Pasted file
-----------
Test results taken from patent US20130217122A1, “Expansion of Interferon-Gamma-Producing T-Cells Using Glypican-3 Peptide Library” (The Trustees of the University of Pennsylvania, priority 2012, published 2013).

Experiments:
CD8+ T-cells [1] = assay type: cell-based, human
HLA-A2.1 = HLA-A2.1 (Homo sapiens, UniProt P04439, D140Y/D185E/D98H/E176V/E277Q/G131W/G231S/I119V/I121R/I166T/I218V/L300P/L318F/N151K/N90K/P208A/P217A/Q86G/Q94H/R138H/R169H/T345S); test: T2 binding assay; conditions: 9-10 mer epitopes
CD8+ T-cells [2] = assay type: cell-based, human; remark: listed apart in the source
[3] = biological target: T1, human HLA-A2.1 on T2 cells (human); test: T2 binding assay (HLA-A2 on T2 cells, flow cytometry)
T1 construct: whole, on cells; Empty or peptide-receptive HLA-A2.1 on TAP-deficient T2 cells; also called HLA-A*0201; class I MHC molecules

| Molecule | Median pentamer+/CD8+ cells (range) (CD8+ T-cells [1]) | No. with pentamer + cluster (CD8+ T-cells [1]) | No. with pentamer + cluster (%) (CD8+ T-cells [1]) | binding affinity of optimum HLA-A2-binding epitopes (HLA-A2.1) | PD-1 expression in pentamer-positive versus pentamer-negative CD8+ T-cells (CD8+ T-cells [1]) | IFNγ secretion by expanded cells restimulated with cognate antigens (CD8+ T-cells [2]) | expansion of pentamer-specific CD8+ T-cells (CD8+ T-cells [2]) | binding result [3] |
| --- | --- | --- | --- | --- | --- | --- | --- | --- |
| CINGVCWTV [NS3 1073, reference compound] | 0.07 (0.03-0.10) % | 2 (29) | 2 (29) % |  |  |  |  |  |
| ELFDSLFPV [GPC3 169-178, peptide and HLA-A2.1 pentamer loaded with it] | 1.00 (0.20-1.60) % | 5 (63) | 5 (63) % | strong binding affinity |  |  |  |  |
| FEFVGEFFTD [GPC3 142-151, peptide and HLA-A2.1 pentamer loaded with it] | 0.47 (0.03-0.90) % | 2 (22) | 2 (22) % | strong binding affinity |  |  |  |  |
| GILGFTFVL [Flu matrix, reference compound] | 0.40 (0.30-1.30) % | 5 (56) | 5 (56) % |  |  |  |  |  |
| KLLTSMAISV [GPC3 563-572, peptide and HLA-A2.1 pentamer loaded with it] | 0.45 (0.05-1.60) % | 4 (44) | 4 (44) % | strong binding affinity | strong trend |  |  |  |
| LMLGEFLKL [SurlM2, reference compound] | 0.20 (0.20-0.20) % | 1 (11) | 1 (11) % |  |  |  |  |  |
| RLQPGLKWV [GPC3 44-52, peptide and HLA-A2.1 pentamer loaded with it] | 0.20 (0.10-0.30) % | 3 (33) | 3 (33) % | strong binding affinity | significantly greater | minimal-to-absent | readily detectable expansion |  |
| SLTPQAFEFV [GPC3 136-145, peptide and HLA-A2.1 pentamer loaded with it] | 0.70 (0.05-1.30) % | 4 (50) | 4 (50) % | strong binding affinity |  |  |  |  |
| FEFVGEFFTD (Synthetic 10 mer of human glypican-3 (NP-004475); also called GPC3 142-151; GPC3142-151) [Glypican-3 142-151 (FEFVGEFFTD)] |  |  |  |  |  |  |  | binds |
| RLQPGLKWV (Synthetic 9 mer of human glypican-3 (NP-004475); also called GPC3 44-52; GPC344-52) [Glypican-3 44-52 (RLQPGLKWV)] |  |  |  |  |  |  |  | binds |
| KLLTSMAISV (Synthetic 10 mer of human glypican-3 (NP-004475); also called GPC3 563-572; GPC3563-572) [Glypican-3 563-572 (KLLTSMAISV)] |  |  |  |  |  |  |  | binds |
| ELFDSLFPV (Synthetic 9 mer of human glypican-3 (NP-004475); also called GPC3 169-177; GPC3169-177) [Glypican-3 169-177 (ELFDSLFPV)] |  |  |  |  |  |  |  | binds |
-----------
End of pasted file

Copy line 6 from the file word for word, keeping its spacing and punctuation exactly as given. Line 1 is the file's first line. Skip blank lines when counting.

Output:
[3] = biological target: T1, human HLA-A2.1 on T2 cells (human); test: T2 binding assay (HLA-A2 on T2 cells, flow cytometry)